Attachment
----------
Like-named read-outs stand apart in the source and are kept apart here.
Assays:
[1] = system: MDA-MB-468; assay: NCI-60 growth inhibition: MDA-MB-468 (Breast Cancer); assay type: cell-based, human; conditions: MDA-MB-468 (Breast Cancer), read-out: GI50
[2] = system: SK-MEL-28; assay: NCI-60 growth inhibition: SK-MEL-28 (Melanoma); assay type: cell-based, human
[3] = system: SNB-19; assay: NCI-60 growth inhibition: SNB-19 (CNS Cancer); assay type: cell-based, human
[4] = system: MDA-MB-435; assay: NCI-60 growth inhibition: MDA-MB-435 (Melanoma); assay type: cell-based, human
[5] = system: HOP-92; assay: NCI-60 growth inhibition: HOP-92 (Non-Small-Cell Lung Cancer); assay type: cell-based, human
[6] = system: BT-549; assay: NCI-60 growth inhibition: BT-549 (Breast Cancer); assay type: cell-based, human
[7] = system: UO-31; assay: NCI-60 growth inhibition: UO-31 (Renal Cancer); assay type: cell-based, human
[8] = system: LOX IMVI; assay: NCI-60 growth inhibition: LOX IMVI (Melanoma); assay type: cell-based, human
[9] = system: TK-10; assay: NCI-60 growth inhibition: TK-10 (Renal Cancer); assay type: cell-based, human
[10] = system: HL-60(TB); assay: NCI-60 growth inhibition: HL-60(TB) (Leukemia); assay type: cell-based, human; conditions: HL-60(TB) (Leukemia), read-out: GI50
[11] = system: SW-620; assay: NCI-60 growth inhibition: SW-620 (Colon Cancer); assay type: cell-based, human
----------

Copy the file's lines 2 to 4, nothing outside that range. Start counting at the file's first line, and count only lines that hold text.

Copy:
Assays:
[1] = system: MDA-MB-468; assay: NCI-60 growth inhibition: MDA-MB-468 (Breast Cancer); assay type: cell-based, human; conditions: MDA-MB-468 (Breast Cancer), read-out: GI50
[2] = system: SK-MEL-28; assay: NCI-60 growth inhibition: SK-MEL-28 (Melanoma); assay type: cell-based, human